The policing and crime bill criminalises young people persistently drinking in public

By KomodoMK · Jan 14, 2009 · Updated Jan 14, 2009 · ·
  1. KomodoMK
    The policing and crime bill criminalises young people persistently drinking in public places

    The policing and crime bill: putting people first is due for its second reading in Parliament on 19th January. It contains measures to "protect the public, increase police accountability and effectiveness, and tackle crime and disorder" in England and Wales.

    Part 3 of the Bill contains provisions intended to reduce alcohol misuse by amending police powers to deal with young people drinking alcohol in public. There are also provisions that will raise the maximum penalties for those premises that sell alcohol to young people and those people who refuse to stop drinking in public when instructed to by the police. There are also provisions to allow the Secretary of State to create, through secondary legislation, mandatory licensing conditions relating to alcohol. These provisions have been consulted on in the Government publications Youth Alcohol Action Plan and Safe, Sensible, Social – Consultation on further action.

    Many will doubtless be unhappy with the ever stronger powers for enforcement and regulatory bodies, but perhaps the most controversial aspect of the Bill is its measures to tackle drinking by under 18s. The Home Secretary had wanted to ban young people's drinking in public places altogether; this Bill doesn't go quite that far, but will criminalise under 18s who are repeatedly caught in possession of alcohol in a public place (see clause 29 below). It is not (yet!) illegal for under 18s (if over 5) to drink alcohol.

    The details of the proposed measures for alcohol are:
    • Clause 26: Increase in penalty for offence - increases the maximum fine for consuming alcohol in a designated public place from level two (currently £500) to level four (currently £2,500).
    • Clause 27: Selling alcohol to children - amends the offence of persistently selling alcohol to children from three occasions to two occasions within three months.
    • Clause 28: Confiscating alcohol from young persons - amends the police’s power to confiscate alcohol from young people in a public place so that they no longer need to prove that the individual intended to consume the alcohol. This amendment also requires the young person to give their name and address to the police, and allows the police to return the individual to their home or a place of safety if they are under 16.
    • Clause 29: Offence of persistently possessing alcohol in a public place - introduces a new offence of persistently possessing alcohol in a public place. Young people under 18 can be prosecuted for this offence if they are caught with alcohol in a public place three times within a 12 month period. The maximum punishment for this is a level two fine (currently £500).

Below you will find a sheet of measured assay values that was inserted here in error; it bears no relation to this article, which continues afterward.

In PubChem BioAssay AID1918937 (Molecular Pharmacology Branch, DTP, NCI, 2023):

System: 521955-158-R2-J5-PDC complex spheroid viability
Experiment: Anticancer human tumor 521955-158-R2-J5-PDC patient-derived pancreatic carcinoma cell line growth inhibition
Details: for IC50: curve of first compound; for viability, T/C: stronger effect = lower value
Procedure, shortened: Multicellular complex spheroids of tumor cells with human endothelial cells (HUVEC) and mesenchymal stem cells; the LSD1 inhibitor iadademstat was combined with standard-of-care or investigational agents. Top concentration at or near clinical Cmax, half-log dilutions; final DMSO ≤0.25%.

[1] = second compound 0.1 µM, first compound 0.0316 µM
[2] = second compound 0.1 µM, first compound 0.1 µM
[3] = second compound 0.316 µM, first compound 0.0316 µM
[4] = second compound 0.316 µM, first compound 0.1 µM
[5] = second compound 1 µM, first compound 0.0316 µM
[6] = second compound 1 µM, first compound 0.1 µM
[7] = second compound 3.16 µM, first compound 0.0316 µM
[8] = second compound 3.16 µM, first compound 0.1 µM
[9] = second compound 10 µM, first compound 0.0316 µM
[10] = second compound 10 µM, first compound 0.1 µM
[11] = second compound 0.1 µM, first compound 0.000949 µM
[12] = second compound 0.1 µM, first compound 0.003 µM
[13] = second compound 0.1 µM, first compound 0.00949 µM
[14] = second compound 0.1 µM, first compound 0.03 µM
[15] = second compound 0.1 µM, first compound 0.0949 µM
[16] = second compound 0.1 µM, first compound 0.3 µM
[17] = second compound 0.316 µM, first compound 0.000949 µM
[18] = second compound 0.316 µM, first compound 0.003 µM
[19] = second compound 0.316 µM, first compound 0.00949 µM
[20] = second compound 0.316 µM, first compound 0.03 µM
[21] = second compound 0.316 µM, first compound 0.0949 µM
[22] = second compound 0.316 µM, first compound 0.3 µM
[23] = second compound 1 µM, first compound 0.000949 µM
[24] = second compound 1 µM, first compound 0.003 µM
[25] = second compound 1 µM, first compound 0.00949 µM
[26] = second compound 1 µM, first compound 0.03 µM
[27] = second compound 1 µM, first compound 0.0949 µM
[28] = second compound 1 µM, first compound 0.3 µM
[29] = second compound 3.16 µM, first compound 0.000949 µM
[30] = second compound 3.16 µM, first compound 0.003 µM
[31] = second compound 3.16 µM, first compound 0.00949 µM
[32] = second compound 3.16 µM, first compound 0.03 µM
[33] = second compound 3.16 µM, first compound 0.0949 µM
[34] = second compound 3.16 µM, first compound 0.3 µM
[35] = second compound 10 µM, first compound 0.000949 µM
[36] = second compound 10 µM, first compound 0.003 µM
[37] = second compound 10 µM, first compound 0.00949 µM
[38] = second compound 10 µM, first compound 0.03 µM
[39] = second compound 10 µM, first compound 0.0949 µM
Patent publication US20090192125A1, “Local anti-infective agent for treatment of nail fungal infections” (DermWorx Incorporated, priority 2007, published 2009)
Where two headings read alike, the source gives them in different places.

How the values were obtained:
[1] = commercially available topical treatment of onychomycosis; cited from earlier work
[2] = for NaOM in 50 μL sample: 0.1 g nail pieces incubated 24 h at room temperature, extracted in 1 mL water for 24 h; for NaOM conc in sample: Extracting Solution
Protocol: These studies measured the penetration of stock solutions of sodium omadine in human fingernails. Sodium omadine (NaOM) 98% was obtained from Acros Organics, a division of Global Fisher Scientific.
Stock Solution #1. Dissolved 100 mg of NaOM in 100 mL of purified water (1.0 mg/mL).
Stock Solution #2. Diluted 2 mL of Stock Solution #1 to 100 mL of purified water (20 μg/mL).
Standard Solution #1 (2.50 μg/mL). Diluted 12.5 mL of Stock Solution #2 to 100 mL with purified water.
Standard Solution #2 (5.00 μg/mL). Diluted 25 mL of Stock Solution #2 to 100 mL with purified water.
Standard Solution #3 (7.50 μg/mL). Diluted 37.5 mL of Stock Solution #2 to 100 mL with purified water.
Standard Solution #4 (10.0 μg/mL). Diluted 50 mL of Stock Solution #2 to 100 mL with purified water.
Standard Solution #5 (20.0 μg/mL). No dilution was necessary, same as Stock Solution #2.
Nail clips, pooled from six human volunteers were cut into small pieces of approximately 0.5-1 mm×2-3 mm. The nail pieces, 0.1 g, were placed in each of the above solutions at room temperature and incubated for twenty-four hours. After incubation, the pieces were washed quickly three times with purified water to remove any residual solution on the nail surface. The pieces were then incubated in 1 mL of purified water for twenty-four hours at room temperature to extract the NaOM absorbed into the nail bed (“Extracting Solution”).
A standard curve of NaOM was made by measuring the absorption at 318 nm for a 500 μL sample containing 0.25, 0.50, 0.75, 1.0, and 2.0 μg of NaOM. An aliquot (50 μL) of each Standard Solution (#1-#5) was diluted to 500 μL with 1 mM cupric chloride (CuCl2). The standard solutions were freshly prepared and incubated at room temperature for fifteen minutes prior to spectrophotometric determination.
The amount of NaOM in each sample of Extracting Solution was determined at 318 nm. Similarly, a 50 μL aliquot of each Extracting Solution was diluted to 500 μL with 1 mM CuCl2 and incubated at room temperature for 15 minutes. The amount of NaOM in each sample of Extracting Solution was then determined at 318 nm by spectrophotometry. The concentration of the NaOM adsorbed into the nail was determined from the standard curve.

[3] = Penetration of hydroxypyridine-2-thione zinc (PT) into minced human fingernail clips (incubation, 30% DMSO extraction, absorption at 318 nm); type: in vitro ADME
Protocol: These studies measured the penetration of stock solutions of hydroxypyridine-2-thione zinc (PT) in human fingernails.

• Clause 30 Directions to individuals who represent a risk to disorder - extends the police’s powers to issue Directions to Leave under section 27(1) of the Violent Crime Reduction Act 2006 so that they can be issued to persons aged 10-15. Clause 31: Mandatory licensing conditions relating to alcohol and Schedule 4: Mandatory licensing conditions relating to alcohol
    • Clause 31 introduces Schedule 4, which makes provision about mandatory licensing conditions relating to alcohol - amends the Licensing Act 2003 to create an enabling power that allows the Secretary of State to set out (in secondary legislation):

      a) a small number of mandatory licence conditions (no more than nine) that apply to all new or existing licences and club premises certificates which permit the sale of alcohol
      b) a larger number of permitted conditions, which the licensing authority can, in consultation with responsible authorities, apply to more than one licensed premises or club at a time. All conditions must be in made in accordance with the four licensing objectives set out in the Licensing Act 2003.


    # Libby Ranzetta
    # Alcohol Policy
    # January 12, 2009

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  1. Sippin40oz
    Re: The policing and crime bill criminalises young people persistently drinking in pu

    this sounds like a good idea to be honest. would be great to get some of the drunken underage yobs off the street! But the sad fact is the police already have the powers to prosecute shops selling alcohol to minors but rarely use it for some strange reason. Iam sick of the police harassing well behaved drug users whilst groups of minors are causing drunken havoc in the streets and getting away with it!
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